Dutch Design Week 2020: Ikea’s virtual greenhouse, networking fungi, and rethinking waste
Moving its programme of talks and exhibition online (17 – 25 October), the Eindhoven-based design event virtually showcases future-oriented design thinking, material innovation and next generation talent
This year, Dutch Design Week moves online, with a week-long programme of exhibitions, events, talks and initiatives showcasing design innovations and research by international design players. While the energy of Eindhoven’s creative scene will be difficult to replicate in the new virtual dimension, its contemporary creative thinking translates well to the digital programme.
With a structure that virtually mimics a physical exhibition, visitors can access individual 3D viewing rooms or follow specifically curated tours that focus on the different creative perspectives on offer. Social issues, sustainability, material innovation are focal points of the programme, with further projects dedicated to emerging talent, designing a digital world, as well as colour and textile research and furniture design.
The Virtual Greenhouse by IKEA
From creating a home sanctuary to setting the foundations for a more sustainable life, IKEA wants to help people thrive in these exceptional times and navigate this new life. This series of masterclasses, live talks and interactive experiences by creatives specializing in the fields of food, wellbeing, sustainability and botany was curated with the aim helping us live a more balanced life in our homes. The programme ranges from creating a mood with flower compositions to urban foraging and beekeeping, and is part of the Swedish company’s Big Home Reboot initiative, assessing our new relationship with living spaces.
Jugaad by Sachi Tungare
In colloquial Hindi, Jugaad indicates ‘the flexible approach to problem solving using the limited resources at hand innovatively’: this concept inspired Mumbai-based designer Sachi Tungare, who used this perspective to look at waste as a resource, extending its life cycle. Tungare looked at both organic materials such as flowers, and man-made waste like cigarette butts. While dried flowers from religious rituals were used to create a new plastic alternative material (which she is proposing as a substitute to the single-use plastic found in hotel amenities and toiletries), the the cellulose acetate found in cigarettes’ paper wrapping was dissected, treated to make it toxin-free and melted to be cast into various shapes (pictured).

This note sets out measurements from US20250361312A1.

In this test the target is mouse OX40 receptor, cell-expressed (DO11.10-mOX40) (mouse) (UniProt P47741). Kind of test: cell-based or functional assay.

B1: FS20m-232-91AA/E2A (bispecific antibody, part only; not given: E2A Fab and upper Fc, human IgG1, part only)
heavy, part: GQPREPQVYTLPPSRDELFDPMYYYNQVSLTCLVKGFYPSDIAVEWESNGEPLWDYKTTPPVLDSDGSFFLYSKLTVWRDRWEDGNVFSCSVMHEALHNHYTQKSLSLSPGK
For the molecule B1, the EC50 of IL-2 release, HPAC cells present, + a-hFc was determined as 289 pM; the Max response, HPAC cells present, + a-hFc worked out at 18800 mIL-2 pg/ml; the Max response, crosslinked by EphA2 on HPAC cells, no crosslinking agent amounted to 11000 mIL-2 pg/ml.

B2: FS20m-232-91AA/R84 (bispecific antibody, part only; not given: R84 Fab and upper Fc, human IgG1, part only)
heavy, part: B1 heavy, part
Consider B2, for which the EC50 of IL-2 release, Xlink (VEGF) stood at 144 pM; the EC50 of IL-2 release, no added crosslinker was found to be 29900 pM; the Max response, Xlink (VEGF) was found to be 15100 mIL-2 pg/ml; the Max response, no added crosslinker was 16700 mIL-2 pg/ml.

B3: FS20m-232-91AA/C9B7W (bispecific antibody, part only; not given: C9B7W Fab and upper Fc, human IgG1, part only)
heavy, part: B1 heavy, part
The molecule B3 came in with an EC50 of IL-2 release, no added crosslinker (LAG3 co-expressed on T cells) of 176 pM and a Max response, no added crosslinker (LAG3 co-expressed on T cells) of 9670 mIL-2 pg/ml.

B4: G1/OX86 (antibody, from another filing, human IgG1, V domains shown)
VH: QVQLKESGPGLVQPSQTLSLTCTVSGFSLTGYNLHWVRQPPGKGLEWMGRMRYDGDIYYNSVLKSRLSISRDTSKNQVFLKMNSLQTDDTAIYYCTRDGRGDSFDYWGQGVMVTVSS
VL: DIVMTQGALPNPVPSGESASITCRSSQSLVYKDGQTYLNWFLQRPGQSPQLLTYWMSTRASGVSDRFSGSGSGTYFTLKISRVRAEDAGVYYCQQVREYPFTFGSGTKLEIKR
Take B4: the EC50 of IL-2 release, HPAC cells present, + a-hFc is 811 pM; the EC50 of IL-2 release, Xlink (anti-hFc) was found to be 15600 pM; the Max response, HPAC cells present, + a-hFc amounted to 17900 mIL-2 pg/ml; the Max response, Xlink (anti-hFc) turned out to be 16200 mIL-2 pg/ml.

Pomace by Random Works
A design experiment focusing on olive cultivation, Pomace is an initiative by an interdisciplinary collective based between the Netherlands and Turkey. With backgrounds in architecture, product design, urban planning, visual design and media arts (and with the participation of Turkish NGO Olive Academy Karaburun), the group set themselves the mission of ‘learning circularity from olives’, with projects including designs inspired by olive cultivation in Karaburun featuring a selection of specially-developed bio-based material experiments made with olive pomace.
Materialized by Isola Design District
The Milanese design district gathered an impressive group of designers, researchers and creatives under this multidisciplinary project, exploring the sustainability of bio materials. Exploring the work of over 50 international designers and studios, Materialized forms ‘a path between biomaterials and innovative sustainable furnishings’ to explore what the future of design might look like. The projects on show through the Isola Design District portal include BIOTIC by Studio Lionne van Deursen (pictured), who uses microbes to grow biological materials, or RCA researcher Valentina Dipietro’s cross-disciplinary approach merging design with biology and technology. The project also includes open-source tools such as Chilean designer Caro Pacheco’s Calcáreo, a composite made from algae and mussels, and Mumbai-born Rashmi Bidasaria’s research into repurposing the by-products from the metal industry.
Symbiotic Futures by Romy Snijders
Dutch multidisciplinary designer Romy Snijders asked herself one question: if the current state of the world is the result of a focus on human exceptionalism, could we reverse this and create a better future by paying closer attention to nature and developing a life in symbiosis with plants? Her speculative design project considers fungi and their underground mycelium networks as ‘the internet of the forest’, developing imaginary tools to detect communication between the trees in a forest, to give nature a voice.
The Embassy of Rethinking Plastic
This multi-project platform curated by Leonne Cuppen and supported by Yksi Expo focuses on the important role of designers in offering a new perspective and approach to the ubiquitous material. The projects include Sarmite Polakova’s PineResin (a byproduct of the timber industry transformed into a sleek glass-like composite) and Plasticiet’s quest to make recycled plastic into a desirable, collectible series of objects through their Mother of Pearl collection (pictured). §